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The staff of gets together to bring you some behind the scenes insights on stories, the industry and the site itself.

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Community Spotlight: World Bosses: How Many Players are Enough?

Posted by MikeB Saturday December 31 2011 at 1:29PM
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This week's Community Spotlight focuses on the thread "Should World Boss mobs be killable by 10/25?" by pbowman. In the thread, pbowman comments on the silliness of having 10 or 25 people down some of MMOs most dangerous characters:


  I was just wondering what people think about World Mobs, such as Lich King or Deathwing being killed by 10 or 25 people.  These mobs broke the world, their the biggest and baddest thing around.  Thrall and Varian and all the rest couldn't take em, yet 10/25 people can take em down.

I remember in DAOC, in some dragon runs or epic armor runs we had almost 100 people.  We didn't ask to see their gear level or achievements, we banded together and fought the epic mobs.  Sometimes we wiped, but it was fun.  Same with relic raids or defending our relic, a call went out and people of all levels came to defend or go on raid.  It was fun, at least to me it was.

Personally, I think that world mobs should take the cooperation of the server.  Put out a call to the server, let anyone and everyone come to fight the creature that is trying to take over the world. 

This goes for any MMO, not just WoW, I just used them as an example.

This is just my opinion.


What's the community have to say about this? Read on to find out!

Torik feels the problem is actually the fact these characters are now part of the "raid grind":

The problem with these fights is not the requirement on the number of players but the fact that the fights are part of a raid grind.  They are meant to be repeated every week by a dedicated group of raiders and that sucks most of the 'epicness' out of them.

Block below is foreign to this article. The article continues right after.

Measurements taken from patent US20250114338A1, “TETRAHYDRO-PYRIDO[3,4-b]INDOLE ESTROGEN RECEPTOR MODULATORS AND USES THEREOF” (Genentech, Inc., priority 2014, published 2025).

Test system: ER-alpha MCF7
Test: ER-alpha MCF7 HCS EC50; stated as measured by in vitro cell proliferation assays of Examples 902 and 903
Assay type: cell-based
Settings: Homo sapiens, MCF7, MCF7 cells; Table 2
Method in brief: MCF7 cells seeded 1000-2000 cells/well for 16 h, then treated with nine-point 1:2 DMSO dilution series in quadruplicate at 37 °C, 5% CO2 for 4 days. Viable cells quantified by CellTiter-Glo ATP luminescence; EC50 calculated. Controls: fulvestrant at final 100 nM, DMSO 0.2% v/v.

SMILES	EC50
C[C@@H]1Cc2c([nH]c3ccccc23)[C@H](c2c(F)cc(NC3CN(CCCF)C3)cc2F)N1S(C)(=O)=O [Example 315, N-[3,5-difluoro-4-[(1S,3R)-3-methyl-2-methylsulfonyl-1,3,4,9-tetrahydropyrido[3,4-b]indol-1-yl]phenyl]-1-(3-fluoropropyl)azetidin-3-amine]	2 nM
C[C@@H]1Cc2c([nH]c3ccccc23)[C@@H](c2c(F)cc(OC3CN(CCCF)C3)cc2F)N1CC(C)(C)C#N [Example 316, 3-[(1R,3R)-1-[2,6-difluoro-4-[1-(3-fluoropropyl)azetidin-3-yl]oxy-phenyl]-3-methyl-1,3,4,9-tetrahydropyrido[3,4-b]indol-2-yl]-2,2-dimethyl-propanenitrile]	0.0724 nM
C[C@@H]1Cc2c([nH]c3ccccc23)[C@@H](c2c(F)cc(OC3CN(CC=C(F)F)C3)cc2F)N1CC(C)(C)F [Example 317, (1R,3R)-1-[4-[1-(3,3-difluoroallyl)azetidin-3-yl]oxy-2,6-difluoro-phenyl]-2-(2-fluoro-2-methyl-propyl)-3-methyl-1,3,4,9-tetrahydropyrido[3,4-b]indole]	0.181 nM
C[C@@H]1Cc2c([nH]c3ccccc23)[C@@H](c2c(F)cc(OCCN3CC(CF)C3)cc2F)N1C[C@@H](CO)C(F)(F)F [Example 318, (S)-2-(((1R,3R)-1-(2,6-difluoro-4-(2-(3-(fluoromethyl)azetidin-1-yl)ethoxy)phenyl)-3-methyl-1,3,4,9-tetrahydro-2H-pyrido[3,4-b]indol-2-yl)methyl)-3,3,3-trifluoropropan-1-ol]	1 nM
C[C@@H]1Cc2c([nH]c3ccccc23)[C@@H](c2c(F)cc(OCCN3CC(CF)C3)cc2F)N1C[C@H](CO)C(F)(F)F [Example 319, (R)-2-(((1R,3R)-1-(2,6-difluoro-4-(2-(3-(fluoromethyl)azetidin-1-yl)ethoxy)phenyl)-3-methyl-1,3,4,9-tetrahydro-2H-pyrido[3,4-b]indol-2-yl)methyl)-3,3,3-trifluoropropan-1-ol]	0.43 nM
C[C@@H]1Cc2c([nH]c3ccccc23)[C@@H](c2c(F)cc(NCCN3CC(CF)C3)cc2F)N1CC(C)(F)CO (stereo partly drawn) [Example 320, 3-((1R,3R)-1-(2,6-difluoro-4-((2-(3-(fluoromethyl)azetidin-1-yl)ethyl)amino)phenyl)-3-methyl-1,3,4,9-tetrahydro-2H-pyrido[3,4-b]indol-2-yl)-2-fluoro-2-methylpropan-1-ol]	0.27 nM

If these fights were more casual affairs that only awarded achievements and/or titles they could require 100+ players.  Once a month someone on a server would try to organize a raid for those and people would come to the fight because it would be a rare social event.   They would be willing to put a lot of time and effort into it because it would be something special to remember.

If you make these fights regular repeatable events then the scale does not matter and it becomes the equivalent of a daily quest.  It's fun to do the first few tiems and then you just want to get it out of the way.  It's like having a Christmas parade every week.  After the first few, people will lose interest and mostly care about the traffic jams it causes.

Maplestone asserts the 10/25 dynamic is appropriate due to potential performance issues:

The problem with massive world bosses is that once you have a hundred people on screen at once, you start loosing players  with lower-end machines or cause the server hamsters to have heart attacks.

I've always enjoyed wandering across random out-of-level encounters and sizing up if I want to tackle them or answer a zone-wide alarm or world event.  However, I generally don't enjoy world bosses because it's sheer chaos and brings me into contact with all the powergamers, exploiters and hard-core rare-seekers who I generally try to avoid.

But in principle, I've always felt that a game should always have bosses that have never been defeated that sit there as mountains to climb.

Axehilt isn't even convinced 10 players are necessary:

No particular reason bosses need to even require 10 players.

The epicness of a fight doesn't come from massing a bunch of players, it comes from the presentation of the fight itself.